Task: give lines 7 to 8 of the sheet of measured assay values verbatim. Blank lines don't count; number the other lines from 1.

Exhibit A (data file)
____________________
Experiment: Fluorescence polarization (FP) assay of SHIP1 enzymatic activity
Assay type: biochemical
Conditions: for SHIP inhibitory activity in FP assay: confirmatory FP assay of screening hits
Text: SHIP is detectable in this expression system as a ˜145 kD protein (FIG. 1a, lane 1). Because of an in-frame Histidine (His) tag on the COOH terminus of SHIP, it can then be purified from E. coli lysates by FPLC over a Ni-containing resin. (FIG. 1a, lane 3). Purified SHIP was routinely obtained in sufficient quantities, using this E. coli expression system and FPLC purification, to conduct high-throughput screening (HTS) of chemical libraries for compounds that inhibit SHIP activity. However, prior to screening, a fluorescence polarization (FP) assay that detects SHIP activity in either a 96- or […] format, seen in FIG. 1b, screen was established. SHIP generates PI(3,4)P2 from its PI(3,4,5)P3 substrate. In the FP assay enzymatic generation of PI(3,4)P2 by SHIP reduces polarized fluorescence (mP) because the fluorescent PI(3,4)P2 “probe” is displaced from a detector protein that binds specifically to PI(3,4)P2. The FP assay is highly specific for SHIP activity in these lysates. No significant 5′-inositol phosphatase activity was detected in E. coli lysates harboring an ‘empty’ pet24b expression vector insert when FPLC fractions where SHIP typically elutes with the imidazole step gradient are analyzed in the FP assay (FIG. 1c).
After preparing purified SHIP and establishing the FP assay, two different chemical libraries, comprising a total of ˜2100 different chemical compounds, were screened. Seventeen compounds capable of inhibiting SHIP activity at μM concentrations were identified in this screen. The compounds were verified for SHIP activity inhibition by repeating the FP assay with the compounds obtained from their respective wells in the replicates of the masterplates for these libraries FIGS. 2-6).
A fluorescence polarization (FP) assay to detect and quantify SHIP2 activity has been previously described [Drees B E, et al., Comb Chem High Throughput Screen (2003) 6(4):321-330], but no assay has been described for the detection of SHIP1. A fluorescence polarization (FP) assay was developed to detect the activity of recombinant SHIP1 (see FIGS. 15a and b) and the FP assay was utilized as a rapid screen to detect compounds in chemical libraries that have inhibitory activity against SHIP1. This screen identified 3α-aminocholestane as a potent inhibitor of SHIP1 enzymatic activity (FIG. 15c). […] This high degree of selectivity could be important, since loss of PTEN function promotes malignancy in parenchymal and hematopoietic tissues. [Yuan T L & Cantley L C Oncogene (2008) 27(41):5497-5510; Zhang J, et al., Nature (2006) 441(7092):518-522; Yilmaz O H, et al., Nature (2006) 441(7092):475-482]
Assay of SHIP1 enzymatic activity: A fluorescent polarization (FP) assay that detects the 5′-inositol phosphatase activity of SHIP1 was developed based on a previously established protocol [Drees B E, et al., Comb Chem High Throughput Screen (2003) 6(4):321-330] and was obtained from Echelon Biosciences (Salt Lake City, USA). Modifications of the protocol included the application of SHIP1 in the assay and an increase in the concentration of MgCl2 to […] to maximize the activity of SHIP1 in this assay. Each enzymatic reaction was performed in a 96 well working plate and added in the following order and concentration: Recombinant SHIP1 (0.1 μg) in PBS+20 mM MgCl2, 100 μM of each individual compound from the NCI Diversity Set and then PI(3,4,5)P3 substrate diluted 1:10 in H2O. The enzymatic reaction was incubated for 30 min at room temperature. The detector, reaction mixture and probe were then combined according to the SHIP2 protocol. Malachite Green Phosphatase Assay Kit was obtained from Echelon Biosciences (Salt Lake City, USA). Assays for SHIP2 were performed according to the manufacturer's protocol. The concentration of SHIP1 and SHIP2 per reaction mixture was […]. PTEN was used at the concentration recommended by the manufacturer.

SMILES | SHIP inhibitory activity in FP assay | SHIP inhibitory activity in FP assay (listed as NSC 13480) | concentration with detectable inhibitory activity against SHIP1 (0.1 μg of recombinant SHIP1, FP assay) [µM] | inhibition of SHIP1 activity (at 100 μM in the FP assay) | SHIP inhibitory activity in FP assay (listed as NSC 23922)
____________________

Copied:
Assay of SHIP1 enzymatic activity: A fluorescent polarization (FP) assay that detects the 5′-inositol phosphatase activity of SHIP1 was developed based on a previously established protocol [Drees B E, et al., Comb Chem High Throughput Screen (2003) 6(4):321-330] and was obtained from Echelon Biosciences (Salt Lake City, USA). Modifications of the protocol included the application of SHIP1 in the assay and an increase in the concentration of MgCl2 to […] to maximize the activity of SHIP1 in this assay. Each enzymatic reaction was performed in a 96 well working plate and added in the following order and concentration: Recombinant SHIP1 (0.1 μg) in PBS+20 mM MgCl2, 100 μM of each individual compound from the NCI Diversity Set and then PI(3,4,5)P3 substrate diluted 1:10 in H2O. The enzymatic reaction was incubated for 30 min at room temperature. The detector, reaction mixture and probe were then combined according to the SHIP2 protocol. Malachite Green Phosphatase Assay Kit was obtained from Echelon Biosciences (Salt Lake City, USA). Assays for SHIP2 were performed according to the manufacturer's protocol. The concentration of SHIP1 and SHIP2 per reaction mixture was […]. PTEN was used at the concentration recommended by the manufacturer.

SMILES | SHIP inhibitory activity in FP assay | SHIP inhibitory activity in FP assay (listed as NSC 13480) | concentration with detectable inhibitory activity against SHIP1 (0.1 μg of recombinant SHIP1, FP assay) [µM] | inhibition of SHIP1 activity (at 100 μM in the FP assay) | SHIP inhibitory activity in FP assay (listed as NSC 23922)